Romance is a mature avenue for character development and growth. That doesn't mean it always needs to happen. It just means that there's no actual reason to eliminate it as an option entirely.


Ok, I haven't read through this entire topic yet, but this seems to be an important enough issue to bare some repetition. :sweat_smile:

I personally have no problem with romantic love existing in the universe, however I don't want any Romantic interaction between the Toa, simply because I don't think I've ever seen Lego successfully pull off a "love story." :disappointed_relieved:

That being said, I have absolutely no problem with the families (made possible by romantic love) being featured prominently in the universe. In fact, that was one of the biggest (and only) improvements of G2 in my opinion, knowing that the Protector's had spouses and families to get back to made them a lot more relatable than the G1 Matoran.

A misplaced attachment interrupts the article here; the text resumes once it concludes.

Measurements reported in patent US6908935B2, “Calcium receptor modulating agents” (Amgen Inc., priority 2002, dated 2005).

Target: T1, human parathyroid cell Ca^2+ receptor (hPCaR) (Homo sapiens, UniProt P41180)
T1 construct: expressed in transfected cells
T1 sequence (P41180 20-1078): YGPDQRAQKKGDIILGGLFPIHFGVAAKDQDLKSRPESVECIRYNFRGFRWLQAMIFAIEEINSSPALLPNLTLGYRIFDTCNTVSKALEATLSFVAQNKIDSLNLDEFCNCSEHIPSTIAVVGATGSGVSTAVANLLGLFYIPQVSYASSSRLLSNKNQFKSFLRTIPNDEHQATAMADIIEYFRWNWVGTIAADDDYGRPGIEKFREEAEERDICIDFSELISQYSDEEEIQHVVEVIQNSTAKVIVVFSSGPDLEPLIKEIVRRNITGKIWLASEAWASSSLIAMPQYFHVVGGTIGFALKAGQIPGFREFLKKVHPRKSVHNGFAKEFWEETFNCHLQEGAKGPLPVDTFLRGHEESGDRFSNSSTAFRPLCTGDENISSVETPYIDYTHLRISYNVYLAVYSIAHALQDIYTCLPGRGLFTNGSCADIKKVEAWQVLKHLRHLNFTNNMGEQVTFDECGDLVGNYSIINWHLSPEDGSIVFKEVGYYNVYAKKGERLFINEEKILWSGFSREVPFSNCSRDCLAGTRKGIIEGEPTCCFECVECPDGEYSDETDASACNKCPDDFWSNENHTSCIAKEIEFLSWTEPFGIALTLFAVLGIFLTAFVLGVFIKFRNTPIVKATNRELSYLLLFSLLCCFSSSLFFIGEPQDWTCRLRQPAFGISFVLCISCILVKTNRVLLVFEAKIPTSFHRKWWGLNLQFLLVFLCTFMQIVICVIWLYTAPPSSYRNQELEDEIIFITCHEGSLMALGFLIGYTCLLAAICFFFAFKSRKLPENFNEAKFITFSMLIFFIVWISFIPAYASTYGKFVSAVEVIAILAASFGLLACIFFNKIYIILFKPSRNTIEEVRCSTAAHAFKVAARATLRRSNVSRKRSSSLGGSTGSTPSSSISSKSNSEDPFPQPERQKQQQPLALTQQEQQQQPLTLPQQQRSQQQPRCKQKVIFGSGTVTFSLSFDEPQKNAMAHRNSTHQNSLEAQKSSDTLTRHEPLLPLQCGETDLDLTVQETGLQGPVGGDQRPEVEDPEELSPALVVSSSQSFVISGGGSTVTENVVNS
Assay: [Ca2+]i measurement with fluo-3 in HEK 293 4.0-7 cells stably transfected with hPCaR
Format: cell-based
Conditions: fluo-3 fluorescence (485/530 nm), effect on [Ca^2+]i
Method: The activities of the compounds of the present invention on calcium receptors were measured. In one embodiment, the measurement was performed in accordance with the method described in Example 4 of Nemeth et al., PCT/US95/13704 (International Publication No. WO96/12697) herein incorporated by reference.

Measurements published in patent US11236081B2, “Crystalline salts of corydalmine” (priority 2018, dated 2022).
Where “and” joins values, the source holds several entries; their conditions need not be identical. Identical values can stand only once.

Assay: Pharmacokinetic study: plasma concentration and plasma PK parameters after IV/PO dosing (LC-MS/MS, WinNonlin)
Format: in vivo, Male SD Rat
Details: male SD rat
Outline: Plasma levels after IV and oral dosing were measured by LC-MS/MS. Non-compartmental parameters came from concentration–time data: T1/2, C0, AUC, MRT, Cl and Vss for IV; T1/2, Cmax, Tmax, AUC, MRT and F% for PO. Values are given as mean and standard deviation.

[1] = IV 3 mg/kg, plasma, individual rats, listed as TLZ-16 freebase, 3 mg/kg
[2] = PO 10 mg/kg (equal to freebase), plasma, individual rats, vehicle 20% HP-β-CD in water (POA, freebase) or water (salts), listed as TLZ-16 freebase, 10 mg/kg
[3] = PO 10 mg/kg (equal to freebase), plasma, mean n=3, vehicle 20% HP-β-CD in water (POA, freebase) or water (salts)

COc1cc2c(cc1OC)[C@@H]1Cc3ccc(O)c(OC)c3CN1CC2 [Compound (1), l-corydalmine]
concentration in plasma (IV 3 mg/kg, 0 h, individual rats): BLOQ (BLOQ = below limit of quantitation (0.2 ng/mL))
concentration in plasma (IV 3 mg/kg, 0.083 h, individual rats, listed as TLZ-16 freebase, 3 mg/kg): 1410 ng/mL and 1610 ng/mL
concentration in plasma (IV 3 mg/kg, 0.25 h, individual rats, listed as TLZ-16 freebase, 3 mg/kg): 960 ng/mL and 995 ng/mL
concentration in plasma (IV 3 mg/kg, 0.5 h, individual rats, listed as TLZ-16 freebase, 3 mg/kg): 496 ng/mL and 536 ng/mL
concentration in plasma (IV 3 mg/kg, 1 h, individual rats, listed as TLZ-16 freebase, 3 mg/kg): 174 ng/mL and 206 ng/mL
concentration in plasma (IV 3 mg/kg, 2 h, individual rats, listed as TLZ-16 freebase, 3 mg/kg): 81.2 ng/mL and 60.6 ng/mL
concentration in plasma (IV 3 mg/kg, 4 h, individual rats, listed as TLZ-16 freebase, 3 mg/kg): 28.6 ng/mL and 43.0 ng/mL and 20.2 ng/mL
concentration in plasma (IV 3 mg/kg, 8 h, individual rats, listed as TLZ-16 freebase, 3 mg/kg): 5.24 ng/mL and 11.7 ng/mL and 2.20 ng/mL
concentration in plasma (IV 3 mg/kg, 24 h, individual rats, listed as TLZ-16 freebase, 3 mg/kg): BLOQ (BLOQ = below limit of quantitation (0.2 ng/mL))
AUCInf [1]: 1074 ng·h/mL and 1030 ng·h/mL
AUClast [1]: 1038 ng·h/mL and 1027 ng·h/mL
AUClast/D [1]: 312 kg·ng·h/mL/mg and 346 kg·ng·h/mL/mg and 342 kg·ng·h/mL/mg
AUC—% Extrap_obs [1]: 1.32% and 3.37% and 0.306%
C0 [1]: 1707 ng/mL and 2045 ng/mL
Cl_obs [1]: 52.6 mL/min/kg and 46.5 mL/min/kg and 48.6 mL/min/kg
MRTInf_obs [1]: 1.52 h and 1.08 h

(I'm not sure if this is a popular opinion :sweat:)

Also, it allows us to have characters with actually limited life-spans (as opposed to the 80,000-100,000 year lifespans of G1), which gives us a more relatable time-frame.

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Oh come on, EmmetXWyldstyle was awesome.
And, this is TTV who's writing the story. They could probably successfully pull off a 'love story'.


I won't speak for others but I'm not arguing that, it's not the toa having or gaining partners I have a problem with, I just think it would be better for them to develop a familial bond between the group rather than two of them becoming romantically involved, it works better for the general ethos of bionicle as well as it frankly just feels more bionicle.
And you can read the above conversation we had on the subject for more detail.